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Dalama Adventures Tale of two corporate types ditching their jobs and traveling the world for 14 months... check out all photos, blogs & interesting tid bits at http://www.dalama.net

A Rope & Harness, 27M Waterfall, We Feel So Alive!

VIETNAM | Tuesday, 17 July 2007 | Views [3539]

Dalat is an outdoor adventure sport enthusiasts dream.  The climate, the mountains, rugged landscape and spirit of the people have all come together to develop a great outdoor sporting infrastructure... so many cool things to do, so little time.  We chose a day of "canyoning" with a small adventure sports company called Phat Tire.  The kids running the tours are all in their 20's, and a lot of fun.  We weren't quite sure what canyoning was, but we saw a picture of someone abseiling down a waterfall and thought, yep, this is for us.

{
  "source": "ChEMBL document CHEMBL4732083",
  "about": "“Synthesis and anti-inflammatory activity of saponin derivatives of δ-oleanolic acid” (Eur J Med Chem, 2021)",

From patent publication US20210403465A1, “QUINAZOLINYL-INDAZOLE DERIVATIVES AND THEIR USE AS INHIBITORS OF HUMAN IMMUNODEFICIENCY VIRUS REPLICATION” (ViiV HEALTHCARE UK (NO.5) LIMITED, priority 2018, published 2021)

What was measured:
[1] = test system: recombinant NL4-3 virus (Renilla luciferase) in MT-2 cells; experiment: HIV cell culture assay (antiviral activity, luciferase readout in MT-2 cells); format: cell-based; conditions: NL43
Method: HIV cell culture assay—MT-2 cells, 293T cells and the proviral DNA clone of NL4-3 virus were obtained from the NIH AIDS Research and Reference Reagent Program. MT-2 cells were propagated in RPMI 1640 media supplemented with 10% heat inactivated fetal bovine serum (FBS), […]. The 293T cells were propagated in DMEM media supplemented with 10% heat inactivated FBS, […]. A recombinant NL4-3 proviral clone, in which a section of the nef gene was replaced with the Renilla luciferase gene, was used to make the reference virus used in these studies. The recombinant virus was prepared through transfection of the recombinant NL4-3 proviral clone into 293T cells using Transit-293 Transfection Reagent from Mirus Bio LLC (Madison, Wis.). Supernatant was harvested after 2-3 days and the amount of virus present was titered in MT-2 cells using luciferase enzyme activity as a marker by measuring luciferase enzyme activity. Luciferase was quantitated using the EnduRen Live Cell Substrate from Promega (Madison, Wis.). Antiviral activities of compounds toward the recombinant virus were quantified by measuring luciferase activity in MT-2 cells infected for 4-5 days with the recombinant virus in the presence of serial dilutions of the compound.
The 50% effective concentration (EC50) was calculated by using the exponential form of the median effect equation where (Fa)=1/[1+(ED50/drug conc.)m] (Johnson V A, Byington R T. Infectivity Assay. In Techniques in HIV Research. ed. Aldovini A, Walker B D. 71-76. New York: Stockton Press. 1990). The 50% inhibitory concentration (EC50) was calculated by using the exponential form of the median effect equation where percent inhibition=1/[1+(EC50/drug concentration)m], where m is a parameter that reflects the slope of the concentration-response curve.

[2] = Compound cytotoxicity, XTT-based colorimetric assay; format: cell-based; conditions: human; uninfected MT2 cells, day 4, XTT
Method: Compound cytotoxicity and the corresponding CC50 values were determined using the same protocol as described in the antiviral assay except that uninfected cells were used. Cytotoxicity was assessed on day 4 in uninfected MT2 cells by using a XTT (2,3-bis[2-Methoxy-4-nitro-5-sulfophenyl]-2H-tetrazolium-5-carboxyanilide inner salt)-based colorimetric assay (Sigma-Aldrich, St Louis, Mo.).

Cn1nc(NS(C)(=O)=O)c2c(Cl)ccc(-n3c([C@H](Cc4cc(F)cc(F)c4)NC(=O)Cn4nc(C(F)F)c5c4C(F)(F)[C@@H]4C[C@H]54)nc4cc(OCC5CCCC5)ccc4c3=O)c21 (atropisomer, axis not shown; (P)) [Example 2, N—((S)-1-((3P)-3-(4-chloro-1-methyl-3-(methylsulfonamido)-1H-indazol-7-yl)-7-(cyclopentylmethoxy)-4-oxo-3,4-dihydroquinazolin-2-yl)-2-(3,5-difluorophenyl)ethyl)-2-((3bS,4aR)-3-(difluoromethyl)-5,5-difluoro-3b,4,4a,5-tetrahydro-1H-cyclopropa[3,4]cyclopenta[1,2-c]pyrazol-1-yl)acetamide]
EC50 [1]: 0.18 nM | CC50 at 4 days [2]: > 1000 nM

So the kids pick us up around 8:30 a.m. with two other guys from the UK- Jafar and Jet.  We drive 20 minutes to the falls area and trek along the river and gorge up to our practice and skill building area.  It is a short, rocky hill where we practice hitching ourselves up to the ropes and harness, and then rappelling backwards down the side of the hill.  Once we had the techniques and skills down, we hike up a narrow trail to our first set of falls, which was a 25M cliff.  Darrin and I are both not so fond of heights.  We hoped that we'd be fine for abseiling, as we'd be rappelling down with our face to the cliff, and backside to the open drop.  Darrin goes before me, and with the very supportive and compassionate coaching from our 20 year old guide, he makes it down with ease.  As I am about to clip myself onto the rope, a bee flies into my shirt and stings me.  Those of you who know me well, know that I'm deathly allergic to specific types of bees (yellow jackets, honey bees, white and yellow faced hornets and wasps).  I hope that I had pulled the stinger out early enough to escape a full release of venom.  It flies off, so I'm not sure what type it is.  I have my epi-pen injector in hand, ready to give myself the shot if I start showing any signs of an anaphylaxis reaction.  However, as others susceptible to anaphylaxis shock know, you should keep your heart rate calm, to prevent the toxins from pumping through your blood stream.  Great... I'm sitting here hanging my body over a 25M cliff and trying to keep my heart rate even.  Good luck!  I don't even remember getting down.  Somehow I made it, but I missed the trill of the experience, more paranoid to sense if my throat and tongue were ballooning up, and if I was having trouble breathing.  I rest a bit at the bottom, and after about 5 minutes, and several reality checks later, we climb upwards to the next cliff, along a slick narrow, rocky trail, to the spot where we engage in our next "canyoning activity"... sliding down a waterfall on our backs with life jackets and helmets.  First slide is feet-first facing front-side up, second slide was facing head-first, front-side up.  We let our young guides demonstrate, once we saw they made it through unharmed, we each took our turns... it was good fun and refreshingly cool.  Next challenge...  we're ready for the big one... the 27M waterfall.  The abseiling ropes here are anchored to metal eyes that have been drilled into the rocks, under the raging waters at the top of the slick falls.  All we can see is the water rushing from the upper falls over the flat 5M stretch in between the two falls, and then the edge just drops before us.  Our guide warns us to make a cautious descent.  "Very slippery, and lots of water," he says.  Half way down the cliff ends - yep, no more wall to inch our feet down, and our guide instructs us to use our jumping skills we had practiced earlier on the short test run.